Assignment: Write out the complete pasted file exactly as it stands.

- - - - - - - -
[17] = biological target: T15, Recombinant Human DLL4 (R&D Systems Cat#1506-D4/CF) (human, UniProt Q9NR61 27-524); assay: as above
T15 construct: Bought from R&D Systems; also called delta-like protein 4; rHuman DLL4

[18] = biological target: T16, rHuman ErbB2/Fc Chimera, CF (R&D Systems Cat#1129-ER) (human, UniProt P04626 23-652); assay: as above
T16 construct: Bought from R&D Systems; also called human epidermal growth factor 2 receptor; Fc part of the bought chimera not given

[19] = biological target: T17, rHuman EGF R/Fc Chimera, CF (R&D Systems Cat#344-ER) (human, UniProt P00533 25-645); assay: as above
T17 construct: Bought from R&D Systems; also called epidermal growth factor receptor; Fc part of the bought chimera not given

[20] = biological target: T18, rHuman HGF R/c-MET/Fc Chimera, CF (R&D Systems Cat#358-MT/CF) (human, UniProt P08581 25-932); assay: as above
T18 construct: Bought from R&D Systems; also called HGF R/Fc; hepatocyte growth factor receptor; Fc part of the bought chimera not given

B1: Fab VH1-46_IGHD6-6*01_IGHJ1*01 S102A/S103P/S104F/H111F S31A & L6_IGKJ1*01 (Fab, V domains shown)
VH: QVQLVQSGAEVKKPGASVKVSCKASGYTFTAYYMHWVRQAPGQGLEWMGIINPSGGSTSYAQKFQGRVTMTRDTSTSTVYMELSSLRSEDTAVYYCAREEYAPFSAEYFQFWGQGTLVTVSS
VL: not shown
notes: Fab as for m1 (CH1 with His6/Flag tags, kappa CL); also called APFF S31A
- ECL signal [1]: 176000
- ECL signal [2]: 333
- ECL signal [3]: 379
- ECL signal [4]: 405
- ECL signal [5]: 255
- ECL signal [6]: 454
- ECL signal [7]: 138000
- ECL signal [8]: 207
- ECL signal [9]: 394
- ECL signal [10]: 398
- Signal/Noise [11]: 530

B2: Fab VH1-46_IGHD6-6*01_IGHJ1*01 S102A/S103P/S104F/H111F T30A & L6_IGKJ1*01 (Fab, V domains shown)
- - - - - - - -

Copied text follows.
[17] = biological target: T15, Recombinant Human DLL4 (R&D Systems Cat#1506-D4/CF) (human, UniProt Q9NR61 27-524); assay: as above
T15 construct: Bought from R&D Systems; also called delta-like protein 4; rHuman DLL4

[18] = biological target: T16, rHuman ErbB2/Fc Chimera, CF (R&D Systems Cat#1129-ER) (human, UniProt P04626 23-652); assay: as above
T16 construct: Bought from R&D Systems; also called human epidermal growth factor 2 receptor; Fc part of the bought chimera not given

[19] = biological target: T17, rHuman EGF R/Fc Chimera, CF (R&D Systems Cat#344-ER) (human, UniProt P00533 25-645); assay: as above
T17 construct: Bought from R&D Systems; also called epidermal growth factor receptor; Fc part of the bought chimera not given

[20] = biological target: T18, rHuman HGF R/c-MET/Fc Chimera, CF (R&D Systems Cat#358-MT/CF) (human, UniProt P08581 25-932); assay: as above
T18 construct: Bought from R&D Systems; also called HGF R/Fc; hepatocyte growth factor receptor; Fc part of the bought chimera not given

B1: Fab VH1-46_IGHD6-6*01_IGHJ1*01 S102A/S103P/S104F/H111F S31A & L6_IGKJ1*01 (Fab, V domains shown)
VH: QVQLVQSGAEVKKPGASVKVSCKASGYTFTAYYMHWVRQAPGQGLEWMGIINPSGGSTSYAQKFQGRVTMTRDTSTSTVYMELSSLRSEDTAVYYCAREEYAPFSAEYFQFWGQGTLVTVSS
VL: not shown
notes: Fab as for m1 (CH1 with His6/Flag tags, kappa CL); also called APFF S31A
- ECL signal [1]: 176000
- ECL signal [2]: 333
- ECL signal [3]: 379
- ECL signal [4]: 405
- ECL signal [5]: 255
- ECL signal [6]: 454
- ECL signal [7]: 138000
- ECL signal [8]: 207
- ECL signal [9]: 394
- ECL signal [10]: 398
- Signal/Noise [11]: 530

B2: Fab VH1-46_IGHD6-6*01_IGHJ1*01 S102A/S103P/S104F/H111F T30A & L6_IGKJ1*01 (Fab, V domains shown)